When Puyo Puyo went head-to-head-to-head-to-head

After touching on the origins of Puyo Puyo last week, let’s trace the history of one of the most prominently advertised features in the latest release, Puyo Puyo Tetris. The main hook, of course, is the titular coupling of Puyo Puyo with the classic Soviet mind game. While both are puzzle games where you drop pieces into a well, they feel very different and of course comprise different working parts. You might not even guess they could be mashed up in a way that works, but Sega took advantage of the fleeting opportunity that is any deal with The Tetris Company to thoroughly explore the possibilities before them. So you can play Tetris against someone playing Puyo Puyo, crushing the Garbage Puyos sent your way with Tetriminoes; or you can play a mode where you continuously switch between the two styles every time a timer runs out, while maintaining the same well of pieces; or you can go all-in and effectively play both games at once, using Puyos and Tetriminoes alike to clear both lines and colored groups of pieces. It certainly makes for a novel experience…but we’re here to talk about old things, not novelty. Fortunately, it just so happens that another feature of Puyo Puyo Tetris, while implied to be novel, in fact has a secret origin stretching nearly to the beginning of the series. I speak of course of the “frantic four-player” emblazoned on the game’s logo.

Puyo Puyo introduced four-player way back in the second arcade game, 1994’s Puyo Puyo Tsū, but the form factor left something to be desired. The game screen only accommodated two players’ wells, so two cabinets needed to be linked to get up to four, making it hard to appreciate the big picture. This was less than ideal even in the advanced environment of arcades, so most of the game’s home ports abandoned any hope of carrying over the feature. Hooking up two systems to two TVs probably wouldn’t even have been too much to ask at the height of Japan’s Puyo Puyo mania, but the technology simply wasn’t there. Some of the only ports to even attempt to recreate the experience were the humble portable versions, where players could link two Game Boys or Game Gears via a link cable and play a simulated “four-player” match with two computer-controlled opponents. (The Game Gear version is on the Japanese Virtual Console on 3DS, and the wizards at M2 even engineered the system link to work wirelessly, allowing you to experience this bizarre cludge on modern hardware…if by some chance you want to.) Some computer versions also supported four-player, introducing the world to Puyo LAN parties.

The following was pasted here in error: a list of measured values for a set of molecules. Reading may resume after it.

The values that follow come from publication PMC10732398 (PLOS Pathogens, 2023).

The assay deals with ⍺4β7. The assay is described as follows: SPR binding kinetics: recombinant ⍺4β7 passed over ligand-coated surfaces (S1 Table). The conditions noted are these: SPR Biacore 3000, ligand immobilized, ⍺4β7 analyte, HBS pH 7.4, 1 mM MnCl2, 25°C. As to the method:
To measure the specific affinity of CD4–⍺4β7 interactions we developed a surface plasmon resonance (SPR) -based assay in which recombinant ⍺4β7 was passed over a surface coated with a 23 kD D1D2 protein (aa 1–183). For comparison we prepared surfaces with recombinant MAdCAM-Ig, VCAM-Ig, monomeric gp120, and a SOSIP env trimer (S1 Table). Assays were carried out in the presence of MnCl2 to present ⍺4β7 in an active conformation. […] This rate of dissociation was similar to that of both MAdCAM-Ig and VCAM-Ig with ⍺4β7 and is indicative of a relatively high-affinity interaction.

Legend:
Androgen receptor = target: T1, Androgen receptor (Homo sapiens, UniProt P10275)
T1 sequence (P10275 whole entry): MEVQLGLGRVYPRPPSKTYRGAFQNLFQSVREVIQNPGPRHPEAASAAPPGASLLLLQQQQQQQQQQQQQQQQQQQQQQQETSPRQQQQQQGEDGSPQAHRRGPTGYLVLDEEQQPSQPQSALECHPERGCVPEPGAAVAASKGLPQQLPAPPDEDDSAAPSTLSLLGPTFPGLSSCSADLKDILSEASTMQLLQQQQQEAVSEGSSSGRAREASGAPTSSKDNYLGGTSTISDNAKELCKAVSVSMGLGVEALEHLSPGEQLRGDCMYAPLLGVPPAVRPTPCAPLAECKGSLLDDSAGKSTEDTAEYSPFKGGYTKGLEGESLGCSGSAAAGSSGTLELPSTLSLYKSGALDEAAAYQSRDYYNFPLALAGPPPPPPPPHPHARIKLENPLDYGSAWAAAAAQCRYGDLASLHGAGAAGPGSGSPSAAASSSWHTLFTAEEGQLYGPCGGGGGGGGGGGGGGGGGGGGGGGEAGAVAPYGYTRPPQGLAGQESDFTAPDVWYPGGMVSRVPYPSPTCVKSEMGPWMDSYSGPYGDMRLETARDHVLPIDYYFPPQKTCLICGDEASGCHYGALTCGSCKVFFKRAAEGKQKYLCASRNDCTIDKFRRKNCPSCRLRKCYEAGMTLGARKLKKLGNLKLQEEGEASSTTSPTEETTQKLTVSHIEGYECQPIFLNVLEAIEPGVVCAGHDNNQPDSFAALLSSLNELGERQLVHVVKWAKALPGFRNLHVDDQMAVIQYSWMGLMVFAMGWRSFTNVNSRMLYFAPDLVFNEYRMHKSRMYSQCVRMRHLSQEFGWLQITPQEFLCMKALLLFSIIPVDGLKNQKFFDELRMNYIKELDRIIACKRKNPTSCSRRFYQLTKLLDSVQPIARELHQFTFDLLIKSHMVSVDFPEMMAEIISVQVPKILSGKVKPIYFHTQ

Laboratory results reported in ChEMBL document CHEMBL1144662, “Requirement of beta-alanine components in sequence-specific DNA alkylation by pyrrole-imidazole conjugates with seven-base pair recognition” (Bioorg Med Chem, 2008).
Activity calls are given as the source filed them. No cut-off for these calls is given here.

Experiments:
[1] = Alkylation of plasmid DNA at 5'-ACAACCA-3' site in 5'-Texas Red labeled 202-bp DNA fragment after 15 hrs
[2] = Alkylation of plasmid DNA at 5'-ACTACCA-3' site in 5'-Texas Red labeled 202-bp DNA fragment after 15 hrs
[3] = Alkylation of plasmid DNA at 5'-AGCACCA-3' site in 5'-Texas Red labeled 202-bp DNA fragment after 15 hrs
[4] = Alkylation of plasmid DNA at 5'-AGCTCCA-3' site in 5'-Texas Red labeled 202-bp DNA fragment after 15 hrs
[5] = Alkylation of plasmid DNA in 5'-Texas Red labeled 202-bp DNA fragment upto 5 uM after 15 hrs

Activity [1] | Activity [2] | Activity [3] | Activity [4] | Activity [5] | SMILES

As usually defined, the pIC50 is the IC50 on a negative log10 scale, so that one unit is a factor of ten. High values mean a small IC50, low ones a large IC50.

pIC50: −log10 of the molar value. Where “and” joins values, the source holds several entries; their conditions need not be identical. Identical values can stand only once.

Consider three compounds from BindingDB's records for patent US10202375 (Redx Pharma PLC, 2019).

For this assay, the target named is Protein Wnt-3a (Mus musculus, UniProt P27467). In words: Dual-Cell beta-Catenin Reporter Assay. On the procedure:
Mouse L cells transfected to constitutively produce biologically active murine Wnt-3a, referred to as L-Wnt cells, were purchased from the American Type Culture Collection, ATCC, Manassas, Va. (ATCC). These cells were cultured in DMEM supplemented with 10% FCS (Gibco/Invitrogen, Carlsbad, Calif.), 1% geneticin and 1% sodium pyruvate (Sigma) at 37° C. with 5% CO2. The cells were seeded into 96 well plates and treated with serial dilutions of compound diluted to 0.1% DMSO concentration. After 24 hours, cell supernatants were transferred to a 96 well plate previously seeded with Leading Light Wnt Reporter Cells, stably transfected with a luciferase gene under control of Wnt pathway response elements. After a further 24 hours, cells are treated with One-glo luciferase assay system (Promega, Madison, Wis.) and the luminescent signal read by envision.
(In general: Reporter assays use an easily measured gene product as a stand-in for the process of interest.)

But the only console version to try its hand was the Super Famicom release, naturally dubbed Super Puyo Puyo Tsū. Sega’s home port enjoyed nearly perfect accuracy to the original thanks to the close resemblance between the Mega Drive and their System C2 arcade hardware, and the PC Engine version flaunted its CD capacity with full voice acting for the skits that run through the game’s story mode. The Super Famicom version couldn’t match up to these feats, but it did have the benefit of being made by Compile, the game’s original developer, who made up the difference with a number of exclusive modes, including the return of four-player.